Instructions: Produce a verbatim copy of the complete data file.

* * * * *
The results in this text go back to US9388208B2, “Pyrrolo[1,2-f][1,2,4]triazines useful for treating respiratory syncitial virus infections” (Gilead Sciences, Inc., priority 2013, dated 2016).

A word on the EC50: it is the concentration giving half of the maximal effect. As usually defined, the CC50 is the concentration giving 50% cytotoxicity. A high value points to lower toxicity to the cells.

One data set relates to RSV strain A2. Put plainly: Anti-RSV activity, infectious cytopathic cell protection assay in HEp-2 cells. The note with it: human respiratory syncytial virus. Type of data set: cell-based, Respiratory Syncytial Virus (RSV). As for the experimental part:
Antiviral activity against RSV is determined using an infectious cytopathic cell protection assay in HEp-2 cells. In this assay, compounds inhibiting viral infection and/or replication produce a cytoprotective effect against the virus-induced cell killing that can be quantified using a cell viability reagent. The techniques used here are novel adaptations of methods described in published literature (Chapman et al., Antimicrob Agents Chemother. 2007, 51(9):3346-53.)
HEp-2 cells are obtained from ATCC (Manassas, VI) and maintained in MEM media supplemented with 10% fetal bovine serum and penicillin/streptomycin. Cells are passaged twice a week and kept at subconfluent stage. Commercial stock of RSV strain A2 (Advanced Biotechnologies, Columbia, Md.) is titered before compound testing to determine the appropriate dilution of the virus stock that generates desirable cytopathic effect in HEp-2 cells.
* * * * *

The results in this text go back to US9388208B2, “Pyrrolo[1,2-f][1,2,4]triazines useful for treating respiratory syncitial virus infections” (Gilead Sciences, Inc., priority 2013, dated 2016).

A word on the EC50: it is the concentration giving half of the maximal effect. As usually defined, the CC50 is the concentration giving 50% cytotoxicity. A high value points to lower toxicity to the cells.

One data set relates to RSV strain A2. Put plainly: Anti-RSV activity, infectious cytopathic cell protection assay in HEp-2 cells. The note with it: human respiratory syncytial virus. Type of data set: cell-based, Respiratory Syncytial Virus (RSV). As for the experimental part:
Antiviral activity against RSV is determined using an infectious cytopathic cell protection assay in HEp-2 cells. In this assay, compounds inhibiting viral infection and/or replication produce a cytoprotective effect against the virus-induced cell killing that can be quantified using a cell viability reagent. The techniques used here are novel adaptations of methods described in published literature (Chapman et al., Antimicrob Agents Chemother. 2007, 51(9):3346-53.)
HEp-2 cells are obtained from ATCC (Manassas, VI) and maintained in MEM media supplemented with 10% fetal bovine serum and penicillin/streptomycin. Cells are passaged twice a week and kept at subconfluent stage. Commercial stock of RSV strain A2 (Advanced Biotechnologies, Columbia, Md.) is titered before compound testing to determine the appropriate dilution of the virus stock that generates desirable cytopathic effect in HEp-2 cells.